Mike said the judges found Pare to be a “fantastic ecological approach to designing alternative furniture to the point of building a prototype chair using innovative and sustainable materials and systems.
Pulse: Redesigning Intravenous Cannulation, by Auckland designer Abby Farrow
Auckland-based industrial designer Abby Farrow’s hand-held device, Pulse makes intravenous vein finding more patient- and practitioner-friendly. Pulse integrates vein-finding technology with the insertion of an intravenous (IV) cannula, showing in real-time what the practitioner previously could only feel. This makes the often difficult and extremely precise task of introducing a cannula into a potentially distressed or critical patient faster, and more efficient.
The judging panel said this design could have broader applications than as an intravenous drip, and could be used for vaccinations or collecting blood samples and ultimately reducing anxiety in young children who fear procedures involving needles.
Sideline Streaming, by Hamilton designer Haydn Jack
Hamilton-based industrial designer Haydn Jack’s entry Sideline Streaming, is a live streaming system specifically designed for amateur sports broadcasters. Sideline Streaming removes the technical knowledge and infrastructure that currently prevent grass level and niche interest sports clubs from streaming their events online.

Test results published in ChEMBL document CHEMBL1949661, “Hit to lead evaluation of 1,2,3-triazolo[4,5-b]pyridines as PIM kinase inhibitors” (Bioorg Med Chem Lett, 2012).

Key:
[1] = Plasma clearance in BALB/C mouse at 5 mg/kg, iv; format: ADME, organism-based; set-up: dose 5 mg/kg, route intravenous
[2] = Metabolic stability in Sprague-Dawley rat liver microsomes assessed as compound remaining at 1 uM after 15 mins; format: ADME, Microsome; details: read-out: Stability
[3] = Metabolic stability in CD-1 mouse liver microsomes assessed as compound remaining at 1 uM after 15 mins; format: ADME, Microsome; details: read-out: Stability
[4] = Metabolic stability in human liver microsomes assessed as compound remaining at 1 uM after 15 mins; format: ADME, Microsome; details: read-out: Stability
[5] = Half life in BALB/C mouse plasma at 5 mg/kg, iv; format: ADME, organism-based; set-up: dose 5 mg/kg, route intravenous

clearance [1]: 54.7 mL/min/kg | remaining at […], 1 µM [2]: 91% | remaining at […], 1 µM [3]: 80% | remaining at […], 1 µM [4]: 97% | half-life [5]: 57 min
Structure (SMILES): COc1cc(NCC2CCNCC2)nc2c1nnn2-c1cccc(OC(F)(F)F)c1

Mike said in our social media saturated world, the judges saw valuable opportunity for Haydn’s design to make it easier for amateur sport footage to be shared amongst friends and family.
Pato, by Wellington designer Rachael Hall
Wellington laboratory technician Rachael Hall has designed Patō, an electronic, tunable and portable log drum for the modern musician. Patō introduces the sound of the South Pacific to the modern digital environment, adding finesse and the benefits of technology to ethnic percussion.
Says Mike, “The judges found Rachael has revolutionised an instrument that has remained unchanged for a very long time, by bringing it into this digital world we live in.”